The nearer morning draws, the more desperate things get.  Someone remembers that the old man and the slave girl have spoken to the unknown prince on the day before — so, they obviously know his identity.  They are dragged before Turandot.  To save Timur, Liù claims she alone knows the stranger’s name.  Turandot orders her torture.  The prince is shackled to keep him from interfering. (Goddamned apologist, Puccini, the guy wouldn’t have saved Liù anyway — the only thing on his mind is getting Turandot, the Ice Queen herself, and what’s the life of a slave girl in the face of that?)  Liù dies with her lips sealed, after having told Turandot: “Keeping silent, I give you to him, Princess, I give him your love.” 

— Melodramatic? Hell, no, not in the hands of Signor Puccini and Ms. Tepponen …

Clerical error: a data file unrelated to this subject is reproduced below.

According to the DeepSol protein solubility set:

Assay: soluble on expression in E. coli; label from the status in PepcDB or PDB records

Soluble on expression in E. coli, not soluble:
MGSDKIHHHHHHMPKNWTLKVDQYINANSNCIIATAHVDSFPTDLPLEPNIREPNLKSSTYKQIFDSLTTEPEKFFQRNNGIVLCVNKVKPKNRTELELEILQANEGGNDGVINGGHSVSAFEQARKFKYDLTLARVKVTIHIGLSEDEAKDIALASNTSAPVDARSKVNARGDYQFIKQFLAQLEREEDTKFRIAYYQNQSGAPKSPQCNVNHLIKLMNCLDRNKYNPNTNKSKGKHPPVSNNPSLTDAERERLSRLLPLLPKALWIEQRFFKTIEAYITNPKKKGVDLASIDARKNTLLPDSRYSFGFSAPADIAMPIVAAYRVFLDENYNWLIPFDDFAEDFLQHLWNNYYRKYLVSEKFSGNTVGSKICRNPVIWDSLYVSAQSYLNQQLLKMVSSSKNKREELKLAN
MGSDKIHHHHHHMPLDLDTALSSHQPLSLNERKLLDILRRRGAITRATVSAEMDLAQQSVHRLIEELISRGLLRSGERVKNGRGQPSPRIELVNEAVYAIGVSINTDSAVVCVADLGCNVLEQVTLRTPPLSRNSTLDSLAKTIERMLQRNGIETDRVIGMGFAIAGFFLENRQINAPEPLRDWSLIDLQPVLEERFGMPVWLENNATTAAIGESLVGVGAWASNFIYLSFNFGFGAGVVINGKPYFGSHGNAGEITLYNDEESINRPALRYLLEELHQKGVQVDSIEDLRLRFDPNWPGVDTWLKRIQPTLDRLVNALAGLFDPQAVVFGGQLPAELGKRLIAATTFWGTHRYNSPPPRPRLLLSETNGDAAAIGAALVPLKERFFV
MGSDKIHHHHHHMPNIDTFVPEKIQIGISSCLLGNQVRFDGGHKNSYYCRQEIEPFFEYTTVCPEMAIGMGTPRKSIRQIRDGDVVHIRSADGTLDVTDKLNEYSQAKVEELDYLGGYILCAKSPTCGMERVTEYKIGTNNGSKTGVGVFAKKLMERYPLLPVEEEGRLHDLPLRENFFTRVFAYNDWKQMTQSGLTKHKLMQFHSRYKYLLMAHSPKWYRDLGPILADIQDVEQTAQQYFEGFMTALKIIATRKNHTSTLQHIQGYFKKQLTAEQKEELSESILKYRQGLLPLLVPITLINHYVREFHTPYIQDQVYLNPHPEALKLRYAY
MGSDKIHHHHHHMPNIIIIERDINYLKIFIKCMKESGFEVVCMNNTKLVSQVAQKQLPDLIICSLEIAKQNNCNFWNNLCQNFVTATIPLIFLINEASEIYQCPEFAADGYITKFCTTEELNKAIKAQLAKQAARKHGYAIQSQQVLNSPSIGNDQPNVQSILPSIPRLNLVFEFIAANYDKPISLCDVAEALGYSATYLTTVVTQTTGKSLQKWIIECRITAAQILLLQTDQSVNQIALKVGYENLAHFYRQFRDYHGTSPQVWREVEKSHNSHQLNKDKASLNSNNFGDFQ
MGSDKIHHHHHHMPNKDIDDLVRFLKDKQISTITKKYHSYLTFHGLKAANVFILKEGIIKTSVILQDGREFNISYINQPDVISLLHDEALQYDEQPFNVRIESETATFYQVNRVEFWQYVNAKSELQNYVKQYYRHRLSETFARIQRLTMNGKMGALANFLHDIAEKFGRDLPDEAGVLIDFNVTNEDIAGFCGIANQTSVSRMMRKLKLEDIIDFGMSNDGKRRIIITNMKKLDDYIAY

Well, inevitably a new day dawns, and Turandot still doesn’t know the stranger’s name.  At the break of dawn, however, we get a bit of insta-love (which I’ve never particularly cared for, and it wasn’t the Bregenz production’s fault that I didn’t care for it any better this time around, either … it’s in the libretto, unfortunately).  The prince falls over himself to place himself entirely in Turandot’s hands in the last moments before daybreak, so now she could actually claim his life after all: He is Calaf, son of Timur, the erstwhile King of Tartary.  Turandot for her part, however, falls over herself suddenly falling in love with Calaf (or discovering she’s in love with him already — whatever …)  Big embrace.  Turandot goes to tell her father that she’s discovered the stranger’s name, and his name is (you guessed it) “love.”  (Melodramatic?  Hell, yes.) [Also, stage lit just about well enough once more for a final bit of sans-flash photography.]